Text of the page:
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Rebuilding Myself From the Ground Up

by Misty Rae 12 months ago in Humanity · updated 11 months ago
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How Gardening Helped Me Find My Strength and Myself

Rebuilding Myself From the Ground Up
Photo by Markus Spiske on Unsplash

We've all done stupid things in life, right? Those decisions we make in our youth that we think are so great, only to learn your parents were right all along? Well, I probably made more than most, but that's where my story begins, decades ago, and one "brilliant" decision.

To steal a phrase from Sophia Petrillo, "picture it, a small military base, 1989", a bright young girl with a promising future meets a boy. He's dark and mysterious, not at all the kind of guy she'd been used to. He had his own car, a 1978 Camero. He could buy alcohol without being asked for ID. He introduced her to a life of excitement, of parties and interesting older people, people she never would have encountered on her own. She was finally "cool," not the bookish, gangly nerd she knew. The people he hung out with were those her parents would have called "losers", the same word they used for him. It didn't matter, she liked him. He was a welcome distraction from other things going on in her life at the time, most particularly, the boy that broke her heart.

The pair became an item and they soon found themselves expecting a baby. They moved onto a property on his family's farm, 200 acres, half of which sat right on the banks of Bellisle Bay. That's where this story really begins.

I didn't think I was cut out for farm life. I'd had no experience with it having been brought up in the concrete and masonry world of the army base. And I didn't think I'd like it. I didn't. In fact I hated it. I hated being way out in the middle of nowhere, surrounded by nobody but his family, without cable, and only a small ferry to connect me to the outside world. But I was 18 and pregnant, where else was I going to go?

As time went on, I settled in, and I began to slowly enjoy life on the farm. I learned how to plant and tend gardens, how to fish and to forage for fiddleheads and how to properly bid on livestock at the weekly sale from Audrey, my then boyfriend's grandmother. She was a sharp tongued old woman who had a habit of standing on the front porch in the early morning, blouse unbuttoned, baring her saggy breasts to the wind (and the passing traffic) while she sucked furiously on one cigarette after another. She was also a bit of a maniacal control freak, always behind the scenes, maneuvering to make sure everyone stayed under her thumb. She lorded her money and the farm, valuable real estate to be sure, over everyone's head. Step out of line, you'd be out of the will. I'm pretty sure she had her lawyer on speed dial.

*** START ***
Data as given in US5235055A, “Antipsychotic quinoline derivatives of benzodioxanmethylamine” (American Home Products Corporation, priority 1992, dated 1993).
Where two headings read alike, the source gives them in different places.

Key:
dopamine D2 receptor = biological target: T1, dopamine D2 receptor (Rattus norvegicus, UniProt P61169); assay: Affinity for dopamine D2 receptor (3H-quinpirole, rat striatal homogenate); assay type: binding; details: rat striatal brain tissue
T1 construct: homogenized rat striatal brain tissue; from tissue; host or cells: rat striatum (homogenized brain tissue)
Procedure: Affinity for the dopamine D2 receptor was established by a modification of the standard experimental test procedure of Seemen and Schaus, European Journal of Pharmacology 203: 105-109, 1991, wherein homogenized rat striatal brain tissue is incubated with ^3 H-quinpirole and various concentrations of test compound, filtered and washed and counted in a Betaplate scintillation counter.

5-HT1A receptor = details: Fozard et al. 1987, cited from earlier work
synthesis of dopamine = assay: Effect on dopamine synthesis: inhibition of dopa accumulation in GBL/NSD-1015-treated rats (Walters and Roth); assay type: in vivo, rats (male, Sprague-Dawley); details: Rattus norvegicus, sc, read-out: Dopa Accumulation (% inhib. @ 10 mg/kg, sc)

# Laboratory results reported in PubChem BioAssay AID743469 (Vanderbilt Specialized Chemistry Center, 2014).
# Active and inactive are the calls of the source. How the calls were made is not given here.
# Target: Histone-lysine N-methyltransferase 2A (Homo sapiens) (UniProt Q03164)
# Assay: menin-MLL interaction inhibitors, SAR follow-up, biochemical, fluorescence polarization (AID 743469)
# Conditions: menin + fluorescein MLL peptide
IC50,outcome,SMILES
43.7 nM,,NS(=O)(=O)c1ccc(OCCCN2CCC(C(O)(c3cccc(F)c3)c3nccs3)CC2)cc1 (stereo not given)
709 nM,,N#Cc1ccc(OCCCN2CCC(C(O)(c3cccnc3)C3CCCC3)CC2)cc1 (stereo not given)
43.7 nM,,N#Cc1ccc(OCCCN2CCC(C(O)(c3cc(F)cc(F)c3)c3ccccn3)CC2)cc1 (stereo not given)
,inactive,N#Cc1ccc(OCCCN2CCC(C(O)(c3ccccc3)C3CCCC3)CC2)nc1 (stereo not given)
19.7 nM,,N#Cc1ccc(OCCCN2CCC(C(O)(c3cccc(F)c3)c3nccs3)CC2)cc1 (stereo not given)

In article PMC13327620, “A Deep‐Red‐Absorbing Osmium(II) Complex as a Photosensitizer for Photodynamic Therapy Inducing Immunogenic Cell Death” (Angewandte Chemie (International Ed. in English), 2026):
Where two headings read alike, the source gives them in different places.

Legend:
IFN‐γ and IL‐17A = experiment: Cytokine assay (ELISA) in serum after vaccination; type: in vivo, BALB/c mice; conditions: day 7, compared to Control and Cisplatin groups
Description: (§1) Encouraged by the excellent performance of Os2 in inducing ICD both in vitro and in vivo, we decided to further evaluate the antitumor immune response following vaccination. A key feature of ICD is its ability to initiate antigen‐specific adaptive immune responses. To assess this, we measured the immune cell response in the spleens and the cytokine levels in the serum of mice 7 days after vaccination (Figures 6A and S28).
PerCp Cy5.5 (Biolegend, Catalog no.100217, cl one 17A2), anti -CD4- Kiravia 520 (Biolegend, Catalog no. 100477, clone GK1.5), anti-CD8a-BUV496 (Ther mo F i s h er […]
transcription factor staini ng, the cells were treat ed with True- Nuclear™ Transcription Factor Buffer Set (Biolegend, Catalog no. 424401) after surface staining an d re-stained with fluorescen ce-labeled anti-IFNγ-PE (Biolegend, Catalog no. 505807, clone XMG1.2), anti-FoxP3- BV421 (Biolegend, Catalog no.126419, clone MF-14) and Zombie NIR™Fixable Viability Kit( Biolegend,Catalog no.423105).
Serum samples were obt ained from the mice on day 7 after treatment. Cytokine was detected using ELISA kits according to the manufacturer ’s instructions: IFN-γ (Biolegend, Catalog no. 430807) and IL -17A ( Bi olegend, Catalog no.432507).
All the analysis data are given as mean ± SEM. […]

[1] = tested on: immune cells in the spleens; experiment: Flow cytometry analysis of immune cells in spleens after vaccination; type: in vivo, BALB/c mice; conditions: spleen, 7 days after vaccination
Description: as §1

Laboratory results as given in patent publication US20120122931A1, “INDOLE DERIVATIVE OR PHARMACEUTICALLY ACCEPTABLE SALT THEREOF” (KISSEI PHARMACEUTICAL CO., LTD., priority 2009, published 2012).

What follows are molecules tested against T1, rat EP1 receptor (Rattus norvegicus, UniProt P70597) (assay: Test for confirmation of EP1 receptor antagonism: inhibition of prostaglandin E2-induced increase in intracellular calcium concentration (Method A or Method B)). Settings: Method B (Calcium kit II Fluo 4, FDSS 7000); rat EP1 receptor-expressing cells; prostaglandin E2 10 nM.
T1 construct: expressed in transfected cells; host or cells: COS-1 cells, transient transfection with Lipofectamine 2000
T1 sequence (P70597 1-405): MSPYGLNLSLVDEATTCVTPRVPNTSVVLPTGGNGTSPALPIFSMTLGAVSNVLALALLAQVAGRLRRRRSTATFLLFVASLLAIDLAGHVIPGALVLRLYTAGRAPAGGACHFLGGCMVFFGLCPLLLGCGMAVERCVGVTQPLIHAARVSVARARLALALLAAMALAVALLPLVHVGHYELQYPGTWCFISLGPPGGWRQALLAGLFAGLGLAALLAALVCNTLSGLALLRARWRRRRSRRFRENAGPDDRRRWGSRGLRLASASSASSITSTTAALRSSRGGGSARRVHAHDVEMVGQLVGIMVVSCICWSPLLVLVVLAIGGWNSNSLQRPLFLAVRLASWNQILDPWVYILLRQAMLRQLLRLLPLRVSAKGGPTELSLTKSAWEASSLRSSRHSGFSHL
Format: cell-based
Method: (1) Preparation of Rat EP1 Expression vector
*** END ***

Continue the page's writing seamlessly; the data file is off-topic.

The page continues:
Audrey didn't like me much. She made it plain. I wasn't one to easily be controlled and I often encouraged her grandson to crawl out from under her supervising thumb. I had big ideas, she said, of fancy schooling and the like. However, we, at times, were able to craft an uneasy truce, when she was teaching me something. I suspect she hoped that if I learned the farming life, I'd stay, with her grandson and the baby. And I can give her this, that old woman knew how to do everything. She appreciated my strong work ethic and I appreciated her knowledge. It's hard not to respect a 67 year old woman with the wherewithall to climb onto a 3 storey roof, tarring and re-shinging in the summer sun.

After the baby was born, a wonderfully beautiful 8 pound 6 1/2 ounce boy, financial struggles and the strain of 2 kids with a kid set in. That's when the abuse started. It was verbal at first, taunts about my appearance, how I was scrawny and now that I had a child no man would ever want me. Especially with the stretch marks. They were awful and ugly and I hated them.

Me, my 45th birthday. First time in a bikini. If you zoom in you can see the stretch marks....or tiger stripes, as I now call them, Once a mark of shame, these are my battle scars as mother, warrior and woman.